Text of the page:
What a Mild Stagflation Scenario May Mean for Investments
Last year was a banner year for AIMCo and for its clients. Markets were supportive of pro-risk investments like global equities due in large part to COVID-era monetary and fiscal policies. Today, however, this has changed as both equities and fixed income have simultaneously underperformed in anticipation of interest rate increases (and their subsequent effects) in a high-inflation environment.
Now, a worrying mix of high inflation and slowing economic growth is causing some concern about stagflation, a situation where prices are high, economic growth slows significantly and unemployment increases.
In a recent article, three macroeconomic scenarios were presented about what could transpire in Canada’s economy and abroad. At AIMCo, we think a mild stagflation environment is the most likely situation to emerge, but how might markets react? And what could be in store for three key asset segments in this cumbersome macroeconomic environment?
Despite the very recent change in sentiment in light of national inflation releases, the broad market sell-off this year has increased risk among equities. In a mild stagflation environment, this sell-off would continue, especially in the United States, for a couple of reasons. First, U.S. equities would be hardest hit by mounting recessionary pressures that stagflation would certainly create. This would be due to U.S. equity markets having a less significant inflation-sensitive, resource-oriented sector relative to Canadian equities, for instance. High inflation, slow growth, and an increasing employment rate would impact American business earnings and cash flows across sectors harder than is the case now, leading to a broader and perhaps stronger market sell-off.
In addition, despite the relative (and current) U.S. economic strength, U.S. equities are still expensive compared to other regions. The recent price declines haven’t been accompanied by a material downward adjustment to earnings estimates and haven’t exposed further downside risk as earnings expectations adjust to the new economic environment. This would change in a stagflation scenario. The relative higher valuation and profitability risks of investing in America mean that when faced with high inflation, rising unemployment and slow economic growth, equities would drop more significantly, leading to significant losses.
Fixed income products have been unable to offer the usual diversification benefits in portfolios and have lost value in real terms recently (after adjusting for inflation). But as interest rates may continue to rise, bonds are becoming a little more interesting again for those looking to lock in higher yields and steer away from the uncertainty in public equities. In a stagflation scenario, the resiliency of the more discretionary parts of the economy will be tested. Overall, bonds could offer better value and better yields as fixed income would regain its traditional downside hedging capabilities. Yields are the main driver of fixed income returns over the long term and the higher yields also provide a better income cushion during the stagflation market selloff.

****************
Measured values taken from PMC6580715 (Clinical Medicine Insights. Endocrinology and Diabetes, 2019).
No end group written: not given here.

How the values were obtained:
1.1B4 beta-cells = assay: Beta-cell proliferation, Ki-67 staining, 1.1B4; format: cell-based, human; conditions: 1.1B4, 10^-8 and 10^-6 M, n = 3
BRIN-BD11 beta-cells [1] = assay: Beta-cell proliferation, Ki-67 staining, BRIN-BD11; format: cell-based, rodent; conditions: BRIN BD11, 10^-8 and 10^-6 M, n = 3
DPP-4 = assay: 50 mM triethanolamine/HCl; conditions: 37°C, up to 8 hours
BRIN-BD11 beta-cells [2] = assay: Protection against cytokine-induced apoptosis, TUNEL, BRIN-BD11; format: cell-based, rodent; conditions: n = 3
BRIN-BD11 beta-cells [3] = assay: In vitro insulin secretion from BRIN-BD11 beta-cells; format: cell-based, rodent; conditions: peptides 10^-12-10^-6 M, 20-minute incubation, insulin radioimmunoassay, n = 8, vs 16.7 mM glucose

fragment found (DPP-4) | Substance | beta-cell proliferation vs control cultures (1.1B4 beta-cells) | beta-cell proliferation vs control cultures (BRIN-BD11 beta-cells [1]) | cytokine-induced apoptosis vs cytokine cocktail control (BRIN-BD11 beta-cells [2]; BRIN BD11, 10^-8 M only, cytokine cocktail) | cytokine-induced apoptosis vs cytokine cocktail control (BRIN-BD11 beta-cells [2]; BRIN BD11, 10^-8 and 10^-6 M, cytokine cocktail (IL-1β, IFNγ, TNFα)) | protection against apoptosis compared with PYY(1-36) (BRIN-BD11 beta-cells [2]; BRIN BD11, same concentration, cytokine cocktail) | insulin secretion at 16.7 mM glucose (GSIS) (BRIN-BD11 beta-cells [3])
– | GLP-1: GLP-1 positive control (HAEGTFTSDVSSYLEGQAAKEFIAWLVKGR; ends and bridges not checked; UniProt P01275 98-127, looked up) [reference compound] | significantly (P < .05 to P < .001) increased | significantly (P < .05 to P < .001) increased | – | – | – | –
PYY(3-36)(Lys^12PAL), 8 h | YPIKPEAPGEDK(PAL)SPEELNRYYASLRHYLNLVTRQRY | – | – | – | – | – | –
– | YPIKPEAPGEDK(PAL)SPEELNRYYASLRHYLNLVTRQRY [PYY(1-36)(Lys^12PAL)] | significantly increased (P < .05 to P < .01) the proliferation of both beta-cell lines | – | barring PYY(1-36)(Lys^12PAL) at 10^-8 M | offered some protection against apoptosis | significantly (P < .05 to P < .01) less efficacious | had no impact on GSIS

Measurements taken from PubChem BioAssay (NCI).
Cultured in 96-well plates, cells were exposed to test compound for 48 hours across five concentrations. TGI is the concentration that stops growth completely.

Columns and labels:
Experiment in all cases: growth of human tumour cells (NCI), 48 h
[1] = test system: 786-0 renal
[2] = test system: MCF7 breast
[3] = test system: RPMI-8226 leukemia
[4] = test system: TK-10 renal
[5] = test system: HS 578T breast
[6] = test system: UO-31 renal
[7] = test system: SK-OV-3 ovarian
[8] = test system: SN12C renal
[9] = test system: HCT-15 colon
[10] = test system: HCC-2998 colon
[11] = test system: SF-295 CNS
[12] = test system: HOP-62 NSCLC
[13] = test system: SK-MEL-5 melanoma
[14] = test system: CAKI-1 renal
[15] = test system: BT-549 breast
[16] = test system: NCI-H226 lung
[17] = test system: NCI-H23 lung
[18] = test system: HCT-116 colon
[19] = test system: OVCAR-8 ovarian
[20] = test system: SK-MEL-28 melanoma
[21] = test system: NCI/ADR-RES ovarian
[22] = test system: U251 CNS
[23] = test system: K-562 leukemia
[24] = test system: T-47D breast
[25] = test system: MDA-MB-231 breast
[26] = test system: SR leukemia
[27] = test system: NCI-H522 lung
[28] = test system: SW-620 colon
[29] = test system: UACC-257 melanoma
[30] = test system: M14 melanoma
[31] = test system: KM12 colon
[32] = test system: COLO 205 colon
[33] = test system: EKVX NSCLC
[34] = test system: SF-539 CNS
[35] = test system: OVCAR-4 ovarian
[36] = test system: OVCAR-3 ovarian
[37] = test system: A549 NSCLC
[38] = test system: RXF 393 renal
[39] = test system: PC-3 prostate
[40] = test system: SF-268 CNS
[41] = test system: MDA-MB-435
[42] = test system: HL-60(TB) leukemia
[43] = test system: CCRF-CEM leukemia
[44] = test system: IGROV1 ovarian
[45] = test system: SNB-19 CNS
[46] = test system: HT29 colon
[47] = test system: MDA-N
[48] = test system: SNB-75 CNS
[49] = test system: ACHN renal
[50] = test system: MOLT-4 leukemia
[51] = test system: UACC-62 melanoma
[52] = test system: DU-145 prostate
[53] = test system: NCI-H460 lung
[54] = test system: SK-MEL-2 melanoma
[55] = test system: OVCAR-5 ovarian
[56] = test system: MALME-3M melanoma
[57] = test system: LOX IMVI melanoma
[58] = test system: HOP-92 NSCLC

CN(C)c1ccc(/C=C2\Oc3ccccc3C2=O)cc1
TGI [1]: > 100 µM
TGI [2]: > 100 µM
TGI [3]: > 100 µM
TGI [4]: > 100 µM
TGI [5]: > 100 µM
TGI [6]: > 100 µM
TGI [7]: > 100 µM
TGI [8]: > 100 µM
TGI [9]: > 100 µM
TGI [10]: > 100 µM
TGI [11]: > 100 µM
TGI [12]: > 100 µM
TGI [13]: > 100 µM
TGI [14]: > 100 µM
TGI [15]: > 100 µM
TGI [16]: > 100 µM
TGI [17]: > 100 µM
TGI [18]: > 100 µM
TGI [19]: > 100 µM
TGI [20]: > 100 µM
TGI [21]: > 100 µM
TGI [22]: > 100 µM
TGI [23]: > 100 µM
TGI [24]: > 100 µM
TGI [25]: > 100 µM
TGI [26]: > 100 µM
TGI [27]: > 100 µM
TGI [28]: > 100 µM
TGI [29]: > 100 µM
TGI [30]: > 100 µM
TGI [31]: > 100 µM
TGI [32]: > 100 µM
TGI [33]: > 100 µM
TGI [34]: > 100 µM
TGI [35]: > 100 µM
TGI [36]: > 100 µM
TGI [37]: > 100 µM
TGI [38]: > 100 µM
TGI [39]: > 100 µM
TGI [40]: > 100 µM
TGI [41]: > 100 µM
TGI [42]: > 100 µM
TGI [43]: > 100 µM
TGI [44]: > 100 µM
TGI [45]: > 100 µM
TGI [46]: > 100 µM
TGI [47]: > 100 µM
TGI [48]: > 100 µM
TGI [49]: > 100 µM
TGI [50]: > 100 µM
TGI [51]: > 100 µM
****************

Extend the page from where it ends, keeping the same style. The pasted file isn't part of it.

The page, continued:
More importantly, rising yields in a mild stagflation environment would mean that the reach for yield which characterized the last few years would be behind us. There would also be a greater emphasis on credit quality for all types of fixed income investments.
In past downturns like the dot-com crash and the Great Financial Crisis, private equity demonstrated more resilience in the face of economic downturns compared with other asset classes like public equities. In fact, some of the strongest years for private equity were during these recessionary years.
In a mild stagflation environment, private equity would offer opportunity for institutional managers and investors alike. Opportunities would arise due to declining valuations and other breaks that often emerge during downturns.
In addition, the investment horizon for private equity and other illiquid assets like real estate, infrastructure and renewables are inherently longer term than the other asset classes. At any stage of the business cycle, private equity and illiquid assets should be thought of as strategic assets from a total portfolio perspective. They will especially play a critical role as diversifiers in a stagflationary environment due to the opportunities that may arise alongside their inflation-hedging properties, each to a various degree.
In conclusion, in a mild stagflationary environment, Canadian and other commodity-exporting regions’ equities are relatively attractive, at least compared to the U.S. Similarly, rate-hedged real return bonds and credit within fixed income, and private equity, infrastructure, real estate and renewables are all preferred exposures.
This article contains forward-looking statements with respect to economic conditions. Such statements address future events and conditions, and therefore involve inherent risks and uncertainties. Although AIMCo believes that the expectations and assumptions on which the forward-looking statements are based are reasonable, AIMCo can give no assurance that such statements will prove to be correct. Accordingly, AIMCo disclaims any and all responsibility for the continued truth of such statements at any future date.
This article is of a general nature only and does not purport to take into account all considerations that may be relevant to any particular individual or organization. As such, this article is not intended to be, nor should it be construed to be, investment advice to any particular individual or organization.